Skip to main content


Florida's pro-choice community sounds alarm as 6-week abortion prohibition goes into effect

The new law, which has sparked concern among the pro-choice community in the Sunshine State has led clinics, patients and abortion rights activists in the state to prepare for the impact of the legislation

Aborto en Estados Unidos
Aborto en Estados Unidos | Shutterstock

April 30, 2024 4:33pm

Updated: May 2, 2024 9:59am

A new law in Florida that limits abortion from the sixth week of pregnancy went into effect Wednesday, May 1. The new law, which has sparked concern among the pro-choice community in the Sunshine State has led clinics, patients and abortion rights activists in the state to prepare for the impact of the legislation.

Signed by Gov. Ron DeSantis last year and upheld by the Florida Supreme Court earlier this month, the law will transform the state's abortion landscape overnight.

“The Southeast is already experiencing a public health crisis and banning abortion in Florida will only make the situation worse,” Lauren Brenzel, campaign director of Floridians Protecting Freedom, told the EFE news agency.

This organization took to the state Supreme Court, which ended up agreeing with them, a campaign to submit an amendment to the Florida Constitution to a referendum in the next November elections, which, if it achieves a minimum of 60% of votes in favor , would protect access to abortion and “without interference from politicians,” according to the aforementioned media.

With the entry into force of this new law, Florida joins the 21 states that have implemented time restrictions for abortion.

The change marks a significant transformation, since Florida was previously a state with few restrictions on the practice of abortion in the Southern United States.

Shortly before the law went into effect, some pro-choice advocates were encouraging women who wanted a procedure performed to ensure they reported to a medical facility before May 1.

“People are doing everything they can to get there before the deadline,” Kelly Flynn, president and CEO of A Woman's Choice, a network of abortion clinics, previously told the Wall Street Journal. “We’re telling them, ‘Hey, it’s going to be busy.’ We don’t want them to be surprised when they walk in.”

After the new law went into effect on Wednesday, many clinics that offered those service stopped providing it to women more than six weeks pregnant.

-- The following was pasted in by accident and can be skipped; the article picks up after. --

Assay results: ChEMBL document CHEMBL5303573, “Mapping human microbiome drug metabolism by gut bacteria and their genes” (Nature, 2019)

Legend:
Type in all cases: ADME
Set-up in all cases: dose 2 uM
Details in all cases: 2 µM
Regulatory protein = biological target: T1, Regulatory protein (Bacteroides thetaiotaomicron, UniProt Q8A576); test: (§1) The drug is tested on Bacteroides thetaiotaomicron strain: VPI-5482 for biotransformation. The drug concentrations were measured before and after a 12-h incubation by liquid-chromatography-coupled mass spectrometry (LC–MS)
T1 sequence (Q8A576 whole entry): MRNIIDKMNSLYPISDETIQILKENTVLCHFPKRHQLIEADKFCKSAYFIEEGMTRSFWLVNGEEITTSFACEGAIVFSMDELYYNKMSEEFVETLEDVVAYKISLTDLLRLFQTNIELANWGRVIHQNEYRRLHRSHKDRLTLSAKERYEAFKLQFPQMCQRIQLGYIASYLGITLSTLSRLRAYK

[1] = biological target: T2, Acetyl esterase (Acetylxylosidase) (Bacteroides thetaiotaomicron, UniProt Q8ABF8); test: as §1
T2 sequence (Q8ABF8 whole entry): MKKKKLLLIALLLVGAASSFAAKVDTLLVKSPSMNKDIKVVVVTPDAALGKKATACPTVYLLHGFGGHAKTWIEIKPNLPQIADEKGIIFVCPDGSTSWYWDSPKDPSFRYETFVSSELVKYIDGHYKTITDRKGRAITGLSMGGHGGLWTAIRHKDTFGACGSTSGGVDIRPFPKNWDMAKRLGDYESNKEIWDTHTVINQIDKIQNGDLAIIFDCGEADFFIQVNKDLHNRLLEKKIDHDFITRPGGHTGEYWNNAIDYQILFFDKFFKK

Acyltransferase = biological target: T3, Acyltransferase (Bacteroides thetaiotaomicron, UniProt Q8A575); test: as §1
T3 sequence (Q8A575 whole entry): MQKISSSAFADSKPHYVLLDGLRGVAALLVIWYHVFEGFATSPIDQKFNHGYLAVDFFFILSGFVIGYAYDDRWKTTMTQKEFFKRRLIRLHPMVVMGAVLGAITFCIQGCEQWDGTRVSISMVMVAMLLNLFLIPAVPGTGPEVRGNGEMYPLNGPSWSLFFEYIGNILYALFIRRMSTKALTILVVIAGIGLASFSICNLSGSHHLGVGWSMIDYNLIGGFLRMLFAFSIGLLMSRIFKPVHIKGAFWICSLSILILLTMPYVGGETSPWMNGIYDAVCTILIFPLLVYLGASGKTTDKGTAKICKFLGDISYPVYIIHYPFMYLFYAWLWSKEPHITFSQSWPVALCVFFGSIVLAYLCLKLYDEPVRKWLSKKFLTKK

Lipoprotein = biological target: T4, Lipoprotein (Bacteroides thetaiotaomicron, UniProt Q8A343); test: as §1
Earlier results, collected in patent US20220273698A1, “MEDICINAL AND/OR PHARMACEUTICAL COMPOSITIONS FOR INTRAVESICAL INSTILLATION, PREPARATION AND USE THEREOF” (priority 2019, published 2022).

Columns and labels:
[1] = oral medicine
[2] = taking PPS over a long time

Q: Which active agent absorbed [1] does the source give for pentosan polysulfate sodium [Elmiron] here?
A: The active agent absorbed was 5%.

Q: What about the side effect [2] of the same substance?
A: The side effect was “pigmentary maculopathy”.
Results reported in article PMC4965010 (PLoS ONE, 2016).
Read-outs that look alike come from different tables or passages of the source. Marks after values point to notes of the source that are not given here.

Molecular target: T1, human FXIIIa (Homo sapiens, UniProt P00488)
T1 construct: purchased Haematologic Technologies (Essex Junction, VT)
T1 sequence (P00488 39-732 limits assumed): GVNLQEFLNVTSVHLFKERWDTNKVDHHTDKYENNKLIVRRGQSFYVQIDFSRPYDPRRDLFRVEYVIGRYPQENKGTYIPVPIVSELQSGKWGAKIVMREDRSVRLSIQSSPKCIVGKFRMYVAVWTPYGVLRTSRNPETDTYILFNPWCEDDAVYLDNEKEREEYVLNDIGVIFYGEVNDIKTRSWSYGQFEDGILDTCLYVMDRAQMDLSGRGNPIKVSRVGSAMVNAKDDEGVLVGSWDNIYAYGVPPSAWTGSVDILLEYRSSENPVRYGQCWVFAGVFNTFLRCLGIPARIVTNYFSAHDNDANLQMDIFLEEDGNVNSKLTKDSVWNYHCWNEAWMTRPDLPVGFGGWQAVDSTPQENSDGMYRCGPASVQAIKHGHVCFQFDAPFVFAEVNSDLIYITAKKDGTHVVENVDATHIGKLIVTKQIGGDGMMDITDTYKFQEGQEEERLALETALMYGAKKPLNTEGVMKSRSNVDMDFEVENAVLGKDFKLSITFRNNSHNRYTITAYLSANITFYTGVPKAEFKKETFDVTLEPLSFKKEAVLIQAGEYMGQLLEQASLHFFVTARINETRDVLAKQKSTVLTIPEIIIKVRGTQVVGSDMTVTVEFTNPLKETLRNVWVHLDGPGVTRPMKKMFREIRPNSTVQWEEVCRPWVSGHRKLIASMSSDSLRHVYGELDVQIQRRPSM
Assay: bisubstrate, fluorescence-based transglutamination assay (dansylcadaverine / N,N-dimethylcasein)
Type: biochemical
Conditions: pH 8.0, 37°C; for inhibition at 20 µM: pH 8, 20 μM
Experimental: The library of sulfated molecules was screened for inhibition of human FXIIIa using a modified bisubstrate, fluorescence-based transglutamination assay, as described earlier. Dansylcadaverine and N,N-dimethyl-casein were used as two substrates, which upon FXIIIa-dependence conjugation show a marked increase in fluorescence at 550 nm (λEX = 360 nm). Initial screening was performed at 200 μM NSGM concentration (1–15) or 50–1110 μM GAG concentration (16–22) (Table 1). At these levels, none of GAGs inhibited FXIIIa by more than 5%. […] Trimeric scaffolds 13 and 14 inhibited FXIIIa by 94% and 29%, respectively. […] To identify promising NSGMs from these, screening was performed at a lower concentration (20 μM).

For example, Planned Parenthood (PP), one of the largest medical institutions that offers this service in several states in the United States, has already announced that in accordance with state law, it will stop offering assistance to women more than six weeks pregnant.

"By banning abortion after six weeks, before many people even realize they are pregnant, politicians have managed to dramatically accelerate our nation's growing public health crisis by forcing millions more people to carry pregnancies. against their will or traveling hundreds of miles to access essential care," said Barbara Zdravecky, interim CEO of PP to another media outlet in the region that reported on this issue today.


“There are not enough states with abortion access to serve tens of thousands of patients. The closest state is North Carolina, which only has access up to 12 weeks of pregnancy and a 72-hour waiting period. The next largest state nearby is Virginia, which is now the only state in the southeast that does not prohibit abortion,” the medical entity said in a press release.

Historically, health laws, including those related to abortion, have been prominent issues in political campaigns. According to polls, it is expected that the debate on this particular issue will also determine the race in the next presidential elections.

Regarding the possibility of repealing the law with a constitutional referendum this November, Clara Trullenque, spokesperson for Planned Parenthood Florida, said that they cannot predict the future “since Florida is a politically diverse state with strong opinions on both sides of the political spectrum,” according to EFE.

Trullenque cited a recent poll, according to which 64% of Floridians support abortion.

However, a Florida Atlantic University (FAU) poll shows that the constitutional amendment only has 49% support, while 32% are undecided.

Related Topics